Probably the most famous Japanese heavy tank is the O-I, a 120 ton multi-turreted gargantuan monstrosity. There is something appealing to it to say the least. But maybe it was actually 140 tons. There reflects the difficulty about this tank.
To get started, I find it might be helpful to draw out the full extent of Japanese heavies. It could help put things in perspective. So real quickly, here is a list of all Japanese heavy tanks possible for WoT with a few handy facts for each. All are multi turreted except for the noted Heavy X which I do not know anything about. Armor is listed in a front/side/rear format if the numbers are available. Otherwise just the maximum armor is given. The 100 ton and the O-I will be discussed afterwards.
Based off Japan’s very first tank, the Experimental 1 tank.
炮塔装甲: 30/25/25 车身装甲: 35/30/25
Improved firepower via forward mini-turret mounting a 37mm cannon. Improved armor and suspension redesigned.
建造日期: 1940年 (没通过机动性测试)
重量: 100 tons
发动机出力: 550马力 x2 总计 1,100 马力
装甲: 车身正面: 150mm 车身侧面: 70mm
Top secret project initiated right after the Japanese suffered defeat from the Soviet Union in 1939.
建造数量: 1 (要么是造好了或者是没造好的原型车)
建造日期: 与1944年开始,计划持续时间长度不明. 有可能持续到了1945年8月
重量: 120 或 140 吨
发动机出力: 550马力 x2 总计 1,100 马力
炮塔装甲: 200/200/200 车身装甲200/110 或者部分装甲区域厚度 75 以及其他部分 35/150
Probably intended for Manchuria.
WG stated that a tank for tier 10 has been found. It was stated as huge and massive but still not heavier than the Maus. There is no official name that I know of.
The information that follows comes from multiple sources. The core parts all match but there are some inconsistencies. It is difficult to say which is true or false. The facts in the sources are mostly from what was described by those involved or on rumors. There are very little primary sources available like photos or complete original blueprints that could enable more consistency on available information. However Suzuki from Finemolds does have a collection of primary sources on the 100 ton tank. Aside from Suzuki, the other sources themselves often indicate how some history or technical details are speculated and remain unconfirmed. Some sources present information not giving in the other sources. So here will be a list of the sources along with reference abbreviations in parenthesis so that the reader can know where each bit of information is coming from after a little familiarization. I am afraid that while very interesting, reading this might be difficult to grasp at first because of all the different sources.
以下信息的来源渠道很多。 最重要的部分是一样的， 但是依然有一些矛盾的地方。很难说那是对的还是错的。信息的来源基本就是从那些参与了该项目的人得到的，或者是一些流言。原始文献，例如照片和可以对现有信息进行统一的原来的蓝图的数量很少。然而Finemods（一个日本模型网站，或称ファインモールド——译注）的“Suzuki—铃木（暂称）”的确拥有一整套关于百吨的原始文献。除了铃木之外，其他的文献通常都表明了有些历史性和机械的细节部分都是推测，或者是未经确认的。有些文献中的信息在其他文献中并没有被提到。以下是一个文献列表，它们名字简写都会放在名字后面的（括号）中，读者可以在一段时间的熟悉后更加顺畅的阅读这篇文章。尽管这些东西很有意思，但是由于消息来源的多样性，一开始有可能还是很难理解。
Pacific War Secrets: All Japanese Secret Weapons (JSW)
Imperial Japanese Army Land Weapon Guide (LWG)
Tank and Tank Battles (TTB)
Japanese Tanks (Hara – The primary author)
Suzuki’s pictured sources (Suzuki – Has the only primary sources from what I understand and thus likely to be the most accurate of all. Well, there could be more primary sources that are still being held secretly)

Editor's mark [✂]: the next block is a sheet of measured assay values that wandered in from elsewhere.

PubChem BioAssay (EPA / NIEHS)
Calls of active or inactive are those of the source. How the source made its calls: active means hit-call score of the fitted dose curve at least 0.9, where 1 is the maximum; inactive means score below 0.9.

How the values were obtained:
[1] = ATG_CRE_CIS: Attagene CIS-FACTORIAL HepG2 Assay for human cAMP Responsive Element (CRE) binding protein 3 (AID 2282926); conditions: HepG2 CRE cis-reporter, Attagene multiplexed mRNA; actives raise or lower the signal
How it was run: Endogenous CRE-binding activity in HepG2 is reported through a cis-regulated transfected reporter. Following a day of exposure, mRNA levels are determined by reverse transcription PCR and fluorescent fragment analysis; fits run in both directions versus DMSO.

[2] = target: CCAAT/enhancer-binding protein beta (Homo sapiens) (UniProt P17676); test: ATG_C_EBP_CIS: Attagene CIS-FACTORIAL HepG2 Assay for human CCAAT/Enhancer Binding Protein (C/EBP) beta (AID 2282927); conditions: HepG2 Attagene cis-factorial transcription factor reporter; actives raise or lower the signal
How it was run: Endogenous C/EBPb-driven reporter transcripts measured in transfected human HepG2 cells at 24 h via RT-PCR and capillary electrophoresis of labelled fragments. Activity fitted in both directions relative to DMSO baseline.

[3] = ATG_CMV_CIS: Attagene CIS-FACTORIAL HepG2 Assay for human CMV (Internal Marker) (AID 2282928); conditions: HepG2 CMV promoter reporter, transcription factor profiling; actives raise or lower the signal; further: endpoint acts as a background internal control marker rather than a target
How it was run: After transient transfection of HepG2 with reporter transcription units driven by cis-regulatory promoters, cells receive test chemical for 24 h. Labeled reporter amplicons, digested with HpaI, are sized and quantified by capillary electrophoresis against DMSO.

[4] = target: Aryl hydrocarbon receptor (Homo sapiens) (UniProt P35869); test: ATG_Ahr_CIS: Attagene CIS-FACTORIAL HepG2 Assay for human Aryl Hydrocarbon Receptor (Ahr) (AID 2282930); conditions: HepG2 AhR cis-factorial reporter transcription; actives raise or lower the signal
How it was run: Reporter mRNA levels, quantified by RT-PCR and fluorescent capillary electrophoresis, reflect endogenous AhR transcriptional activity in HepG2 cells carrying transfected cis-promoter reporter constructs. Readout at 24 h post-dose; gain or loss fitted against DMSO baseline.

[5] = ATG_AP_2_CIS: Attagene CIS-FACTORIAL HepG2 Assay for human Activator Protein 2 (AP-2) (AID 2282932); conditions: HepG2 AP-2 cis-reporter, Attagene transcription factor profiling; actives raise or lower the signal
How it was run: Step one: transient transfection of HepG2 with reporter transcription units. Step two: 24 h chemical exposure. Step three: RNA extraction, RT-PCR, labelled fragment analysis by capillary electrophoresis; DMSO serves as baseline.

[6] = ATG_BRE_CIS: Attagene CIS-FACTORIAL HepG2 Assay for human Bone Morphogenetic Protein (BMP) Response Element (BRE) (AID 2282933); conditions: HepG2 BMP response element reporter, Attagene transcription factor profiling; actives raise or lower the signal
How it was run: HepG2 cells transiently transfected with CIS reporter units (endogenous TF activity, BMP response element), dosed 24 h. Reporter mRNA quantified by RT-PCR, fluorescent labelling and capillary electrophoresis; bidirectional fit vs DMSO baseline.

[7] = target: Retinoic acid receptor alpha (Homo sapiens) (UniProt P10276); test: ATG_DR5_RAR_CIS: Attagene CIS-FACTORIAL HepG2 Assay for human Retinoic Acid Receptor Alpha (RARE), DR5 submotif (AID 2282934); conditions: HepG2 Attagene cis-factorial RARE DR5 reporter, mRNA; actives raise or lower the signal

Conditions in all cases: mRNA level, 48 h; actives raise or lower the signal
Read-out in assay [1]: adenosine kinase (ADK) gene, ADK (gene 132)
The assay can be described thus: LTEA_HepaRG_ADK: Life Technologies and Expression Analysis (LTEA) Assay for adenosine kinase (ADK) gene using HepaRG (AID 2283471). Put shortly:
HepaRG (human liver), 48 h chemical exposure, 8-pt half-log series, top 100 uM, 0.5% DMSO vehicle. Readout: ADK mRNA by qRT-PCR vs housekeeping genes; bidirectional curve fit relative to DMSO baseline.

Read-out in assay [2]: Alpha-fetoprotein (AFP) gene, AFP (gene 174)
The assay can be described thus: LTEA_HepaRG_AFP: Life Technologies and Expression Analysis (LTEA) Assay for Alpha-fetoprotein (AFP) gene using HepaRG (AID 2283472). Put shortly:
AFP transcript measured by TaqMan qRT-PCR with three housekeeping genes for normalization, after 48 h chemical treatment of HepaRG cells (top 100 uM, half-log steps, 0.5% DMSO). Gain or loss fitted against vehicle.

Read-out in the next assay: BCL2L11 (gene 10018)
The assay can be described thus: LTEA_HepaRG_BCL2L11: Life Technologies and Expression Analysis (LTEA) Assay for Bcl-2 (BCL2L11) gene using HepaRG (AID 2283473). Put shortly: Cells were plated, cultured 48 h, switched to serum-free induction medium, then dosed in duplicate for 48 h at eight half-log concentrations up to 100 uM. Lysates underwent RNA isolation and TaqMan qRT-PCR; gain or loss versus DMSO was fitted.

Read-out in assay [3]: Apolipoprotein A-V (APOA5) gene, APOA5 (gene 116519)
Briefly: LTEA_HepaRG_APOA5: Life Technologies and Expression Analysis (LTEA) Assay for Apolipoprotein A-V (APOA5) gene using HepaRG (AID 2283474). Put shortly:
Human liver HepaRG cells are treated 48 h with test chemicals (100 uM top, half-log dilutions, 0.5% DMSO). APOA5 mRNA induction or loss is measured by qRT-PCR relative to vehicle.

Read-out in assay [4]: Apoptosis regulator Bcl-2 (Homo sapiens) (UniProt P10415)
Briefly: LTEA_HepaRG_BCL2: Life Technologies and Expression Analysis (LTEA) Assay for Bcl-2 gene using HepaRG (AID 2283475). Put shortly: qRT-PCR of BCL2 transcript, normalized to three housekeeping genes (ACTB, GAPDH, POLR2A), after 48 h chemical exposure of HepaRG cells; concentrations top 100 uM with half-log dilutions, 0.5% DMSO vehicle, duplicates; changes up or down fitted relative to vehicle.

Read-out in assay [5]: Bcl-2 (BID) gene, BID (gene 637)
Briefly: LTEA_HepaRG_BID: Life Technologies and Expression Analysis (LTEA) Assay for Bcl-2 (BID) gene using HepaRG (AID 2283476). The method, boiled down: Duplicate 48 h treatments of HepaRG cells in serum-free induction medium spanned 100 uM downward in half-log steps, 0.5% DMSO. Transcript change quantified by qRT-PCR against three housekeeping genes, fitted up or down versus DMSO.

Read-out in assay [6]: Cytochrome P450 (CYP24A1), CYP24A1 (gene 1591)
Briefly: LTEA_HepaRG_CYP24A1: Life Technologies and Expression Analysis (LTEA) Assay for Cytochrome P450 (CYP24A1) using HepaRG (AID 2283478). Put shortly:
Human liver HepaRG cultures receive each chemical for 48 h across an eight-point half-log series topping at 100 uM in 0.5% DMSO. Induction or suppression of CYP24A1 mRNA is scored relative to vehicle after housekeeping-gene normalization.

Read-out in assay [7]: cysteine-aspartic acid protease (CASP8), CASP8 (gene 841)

The Phantom 100 ton Super Heavy Tank
Below is from a section in TTB unless stated otherwise.
The writer of this section is Shigeo Otaka who was a Mitsubishi engineer involved in the 100 ton tank’s development. He states that in this section he applied information from other people involved in the project but due to the passage of time and the secret nature of the military program, he is unable to give a complete description of the tank. The description is made only from collective memories of those involved however the main features can be described.
这一段的作者是Shigeo Otaka，曾经参与过百吨开发的三菱的工程师。他在这一段中表示他把其他同样参与了这个计划的人嘴里的信息也谢了出来，但是鉴于时光流逝， 以及军方计划天然的保密性，他无法给出对坦克的完整的描述。描述都是基于记忆而写的，然而主要的机能还是可以被描述出来的。
The project was under the supervision of Colonel Murata from the 4th Technical Research Head Quarters. JSW says that Colonel Iwakuro from the Department of War gave the order to build the monster. The order to build the 100 ton tank came immediately after the defeat against the Soviet Union in the Nomonhan incident in 1939. LWG gives a quote from a position and ranked officer that is the same as Colonel Iwakuro but does not gave the officer’s name. Probably still Iwakuro. Quote and picture of Iwakuro below.
“I want a huge tank built which can be used as a mobile pillbox in the wide open plains of Manchuria. Top secret.”
Here is another quote from LWG of an undisputable requirement from the Colonel.
“Make the dimensions twice that of today’s tanks.”
Shigeo Otaka and several others were guided multiple times throughout a wooden barracks that used to be the headquarters of the 4th Technical Research Group, sometimes crammed together in small rooms. Under strict rules to speak of nothing of what will be seen, the group of people was finally led to a secret room. The room had a two door entrance to reduce the chance of eyes catching a glimpse of the interior. Nobody outside of the room knew what was going on. Here, the plan was pulled out in lots of random pieces. It was an effort for the group just to bring all the pieces together but eventually the secret tank image appeared. There were some concerns whether the tank would be able to move or how it could be transported but those concerns were kept individually private. However, the behemoth was both imposing and impressive.
Shigeo Otaka以及其他人被许多次的带过一个木头兵营，就是曾经的第四科技研究组的总部，有时候他们会挤在一个小房间里。 在下达了不要说出任何所见之物的命令后，这群人最终被领到了一个秘密房间中。这个房间有两道门，以防止从外部可以偷窥到房间内部。房间外面的人完全不知道里面发生了什么。在那个房间里，计划被分成了许多随机的小块。这是为了让整个小组的所有人把那些小块都带到一起，最终可以让坦克的图像显现出来。曾经有过对于坦克是否可以移动或者如何运输坦克的疑问，但是那些疑问最终还是个人的疑问。然而，这个钢铁巨兽依然是非常的惊人。
Total length was 10 meters. Total width was 4.2 meters, and total height was 4 meters. Height without the turret was 2.5 meters. Track width was 900mm. The power plant was two 550 horsepower air-cooled gasoline engines for a combined horsepower of 1,100hp. Top speed was 25kph.